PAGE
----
Almost 70% of homeowners are making their homes more energy efficient as cost-of-living bites

Almost 70% of homeowners are making their homes more energy efficient as cost-of-living bites

Authored by Aviva

Almost 70% of homeowners throughout Ireland have made or plan to make changes to make their homes more energy efficient as the cost-of-living crisis continues to bite, according to a new survey from Aviva Insurance Ireland DAC. Only 31% of respondents to the survey said that they have made no changes, and don’t plan to make any.

The latest consumer survey of 1,000 adults throughout the country, conducted by iReach Insights on behalf of Aviva sought to understand if homeowners are actively introducing more energy efficient measures in their homes.  While 38% of respondents said that this is something that they have already acted on, 48% of homeowners plan to make changes or to add to those already made.

The most popular sustainable measures introduced by homeowners include recycling as much as possible (87%), changing lightbulbs to LEDs (64%), turning down the thermostat (56%) and insulating the attic (55%).  Future sustainable measures planned include fully insulating their homes (37%) or attic (30%), switching to a green energy provider (35%) and replacing the windows in their homes (30%). However, the addition of solar panels on roofs appears low amongst respondents with less than one in ten homeowners (9%) having already fitted electricity-generating solar panels on their homes and only a further 22% planning to do so.

Commenting on the findings Billy Shannon, Head of Pricing, Aviva Ireland – GI said: “Making their home more energy efficient is on the cards for large numbers (69%) of homeowners across the country and of these, 38% have already begun to make some changes, while almost 50% said they plan to do so in the next 12 to 24 months.

“Whilst we don’t know precisely what is driving homeowners to undertake these energy improvements, it is reasonable to assume that it is a combination of the proliferation of climate change messages hitting home combined with the cost-of-living challenges, particularly around fuel costs. State grants, which could halve the cost of a deep retrofit, may also be prompting people to take action.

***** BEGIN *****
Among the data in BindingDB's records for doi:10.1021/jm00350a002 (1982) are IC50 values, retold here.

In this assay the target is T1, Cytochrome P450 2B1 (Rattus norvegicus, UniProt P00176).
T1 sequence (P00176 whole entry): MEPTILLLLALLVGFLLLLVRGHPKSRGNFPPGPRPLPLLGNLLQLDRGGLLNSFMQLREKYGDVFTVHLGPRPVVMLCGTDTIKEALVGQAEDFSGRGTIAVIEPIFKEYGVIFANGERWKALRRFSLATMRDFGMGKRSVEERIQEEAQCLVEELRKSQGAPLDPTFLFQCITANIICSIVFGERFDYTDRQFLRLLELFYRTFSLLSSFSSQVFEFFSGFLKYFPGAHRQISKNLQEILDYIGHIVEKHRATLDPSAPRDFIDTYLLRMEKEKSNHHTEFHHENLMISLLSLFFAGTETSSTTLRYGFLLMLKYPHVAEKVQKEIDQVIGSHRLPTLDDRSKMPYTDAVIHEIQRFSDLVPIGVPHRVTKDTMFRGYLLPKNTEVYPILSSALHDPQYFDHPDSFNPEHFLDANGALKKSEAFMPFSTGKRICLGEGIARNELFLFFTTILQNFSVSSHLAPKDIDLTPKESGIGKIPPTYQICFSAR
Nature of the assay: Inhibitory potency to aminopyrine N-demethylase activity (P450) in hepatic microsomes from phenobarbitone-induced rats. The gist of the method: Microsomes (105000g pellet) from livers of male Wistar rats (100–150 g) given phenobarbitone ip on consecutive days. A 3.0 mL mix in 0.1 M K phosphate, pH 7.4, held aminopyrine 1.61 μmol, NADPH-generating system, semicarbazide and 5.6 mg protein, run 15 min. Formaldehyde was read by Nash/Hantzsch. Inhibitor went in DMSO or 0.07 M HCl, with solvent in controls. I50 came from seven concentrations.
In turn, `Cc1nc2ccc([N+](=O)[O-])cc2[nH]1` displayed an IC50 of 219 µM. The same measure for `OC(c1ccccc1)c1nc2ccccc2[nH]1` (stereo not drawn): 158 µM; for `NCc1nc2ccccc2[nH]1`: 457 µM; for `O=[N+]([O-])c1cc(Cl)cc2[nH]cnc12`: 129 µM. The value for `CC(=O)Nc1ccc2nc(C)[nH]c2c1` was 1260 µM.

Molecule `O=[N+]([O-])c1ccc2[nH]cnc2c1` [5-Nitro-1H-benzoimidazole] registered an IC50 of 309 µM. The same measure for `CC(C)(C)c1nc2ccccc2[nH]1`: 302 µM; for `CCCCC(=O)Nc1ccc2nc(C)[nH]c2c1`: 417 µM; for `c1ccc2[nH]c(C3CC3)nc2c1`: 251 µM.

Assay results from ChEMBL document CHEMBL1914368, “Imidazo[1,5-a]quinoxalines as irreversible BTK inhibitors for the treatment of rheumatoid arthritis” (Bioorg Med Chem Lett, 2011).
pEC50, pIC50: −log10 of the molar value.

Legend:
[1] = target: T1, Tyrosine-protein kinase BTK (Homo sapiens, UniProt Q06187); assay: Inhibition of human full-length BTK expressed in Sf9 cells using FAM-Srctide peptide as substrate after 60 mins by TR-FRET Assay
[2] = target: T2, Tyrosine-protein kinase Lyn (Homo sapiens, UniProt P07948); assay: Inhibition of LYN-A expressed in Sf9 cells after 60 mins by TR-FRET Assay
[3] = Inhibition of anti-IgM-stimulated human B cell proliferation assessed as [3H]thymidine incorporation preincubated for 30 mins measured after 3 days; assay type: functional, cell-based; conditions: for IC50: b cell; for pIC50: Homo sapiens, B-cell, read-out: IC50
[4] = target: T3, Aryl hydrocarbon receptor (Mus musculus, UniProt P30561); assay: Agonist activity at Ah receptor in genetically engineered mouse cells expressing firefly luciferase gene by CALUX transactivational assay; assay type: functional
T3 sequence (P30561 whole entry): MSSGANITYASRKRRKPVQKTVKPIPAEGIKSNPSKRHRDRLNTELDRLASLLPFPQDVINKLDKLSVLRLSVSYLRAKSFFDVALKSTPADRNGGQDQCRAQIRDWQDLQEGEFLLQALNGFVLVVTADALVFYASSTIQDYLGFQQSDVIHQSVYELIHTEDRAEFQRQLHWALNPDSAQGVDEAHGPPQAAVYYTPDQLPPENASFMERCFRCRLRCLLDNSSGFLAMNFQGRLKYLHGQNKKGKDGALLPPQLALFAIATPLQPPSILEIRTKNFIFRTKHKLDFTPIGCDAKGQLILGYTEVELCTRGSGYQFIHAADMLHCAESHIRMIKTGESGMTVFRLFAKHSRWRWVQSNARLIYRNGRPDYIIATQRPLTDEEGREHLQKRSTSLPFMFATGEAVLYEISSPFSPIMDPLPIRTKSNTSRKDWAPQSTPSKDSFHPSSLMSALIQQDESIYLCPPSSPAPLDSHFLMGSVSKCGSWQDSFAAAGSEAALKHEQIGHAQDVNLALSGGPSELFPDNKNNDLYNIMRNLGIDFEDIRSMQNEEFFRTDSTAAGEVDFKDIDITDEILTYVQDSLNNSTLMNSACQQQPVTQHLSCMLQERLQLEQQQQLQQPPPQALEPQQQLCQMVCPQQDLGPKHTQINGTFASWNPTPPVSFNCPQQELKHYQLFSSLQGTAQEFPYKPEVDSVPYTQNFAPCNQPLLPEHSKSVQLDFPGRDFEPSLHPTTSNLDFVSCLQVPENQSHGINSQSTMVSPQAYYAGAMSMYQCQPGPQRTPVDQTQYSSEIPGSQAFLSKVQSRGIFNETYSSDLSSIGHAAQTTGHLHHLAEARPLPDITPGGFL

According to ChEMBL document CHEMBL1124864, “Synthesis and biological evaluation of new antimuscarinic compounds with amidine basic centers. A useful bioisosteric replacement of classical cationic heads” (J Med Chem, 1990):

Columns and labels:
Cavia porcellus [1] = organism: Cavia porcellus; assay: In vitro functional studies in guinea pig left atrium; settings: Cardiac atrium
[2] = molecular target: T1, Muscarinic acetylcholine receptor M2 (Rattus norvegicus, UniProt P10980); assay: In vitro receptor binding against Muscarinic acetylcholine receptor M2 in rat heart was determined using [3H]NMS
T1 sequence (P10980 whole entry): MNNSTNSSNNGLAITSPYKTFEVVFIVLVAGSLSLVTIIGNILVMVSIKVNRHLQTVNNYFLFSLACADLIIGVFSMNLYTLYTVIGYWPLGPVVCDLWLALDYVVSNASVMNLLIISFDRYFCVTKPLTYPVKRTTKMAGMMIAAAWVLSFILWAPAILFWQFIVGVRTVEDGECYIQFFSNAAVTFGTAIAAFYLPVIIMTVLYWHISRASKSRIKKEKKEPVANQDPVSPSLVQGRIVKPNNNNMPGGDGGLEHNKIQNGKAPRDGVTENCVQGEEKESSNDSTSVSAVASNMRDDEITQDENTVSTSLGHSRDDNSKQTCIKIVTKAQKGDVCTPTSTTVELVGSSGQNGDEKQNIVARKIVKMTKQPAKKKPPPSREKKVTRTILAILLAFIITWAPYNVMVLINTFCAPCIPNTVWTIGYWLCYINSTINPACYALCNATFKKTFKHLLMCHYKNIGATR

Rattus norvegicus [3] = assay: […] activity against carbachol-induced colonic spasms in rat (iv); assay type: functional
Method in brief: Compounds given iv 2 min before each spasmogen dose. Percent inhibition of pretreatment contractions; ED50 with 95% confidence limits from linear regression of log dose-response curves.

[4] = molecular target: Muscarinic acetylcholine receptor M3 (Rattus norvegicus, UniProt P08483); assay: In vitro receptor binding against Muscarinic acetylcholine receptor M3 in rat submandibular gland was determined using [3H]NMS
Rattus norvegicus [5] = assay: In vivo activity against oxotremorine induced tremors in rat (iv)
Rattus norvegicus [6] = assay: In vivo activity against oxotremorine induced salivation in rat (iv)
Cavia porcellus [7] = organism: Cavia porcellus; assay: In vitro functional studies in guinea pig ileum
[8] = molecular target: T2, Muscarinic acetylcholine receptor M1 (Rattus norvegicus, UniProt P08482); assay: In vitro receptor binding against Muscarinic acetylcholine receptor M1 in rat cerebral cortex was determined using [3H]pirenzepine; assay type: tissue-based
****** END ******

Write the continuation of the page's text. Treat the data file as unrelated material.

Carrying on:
“Many households have seen their electricity and gas bills more than double since the start of last year and, if ever there was a time to take action to help reduce these ongoing expenses, it is before the winter weather really bites. People can save thousands by energy-proofing their homes – and our survey shows that, for many, this message has hit home. The reluctance amongst homeowners to get solar panels installed could simply be down to the fact that people cannot afford the initial cost at this time and/or that they are not aware of the benefits of solar panelling or the grants available”, concluded Billy Shannon.

When respondents to the Aviva survey were asked about the sustainability measures that they have already introduced or plan to introduce, the following were found to be the most common measures already introduced;

Recycling – most people recycle as much as possible (87%)LED bulbs – More than six in ten have already made the switch and a further 28% plan to do soTurning down the thermostat – more than half already do this (56%) and more say they plan to (17%)Attic insulation – more than half of respondents have done this (55%). This is very popular amongst those over 55 years of ageFully insulate the house– Four in ten people have already gone down this route while three in ten have plans to. Just a quarter of people say it’s not on their agendaA smart home device to control heating & lighting – with 27% having introduced it in the home and a further 28% of respondents planning toReplacing windows – more than a quarter of respondents (26%) have already done this and a further three in ten plans toSwitch to a green energy provider – while just a quarter of people making the switch to date, 35% of respondents say they plan toSolar panel – most (62%) homeowners have no plans to install these in their homes – and only 9% of those surveyed said they had done this, while 22% have plans to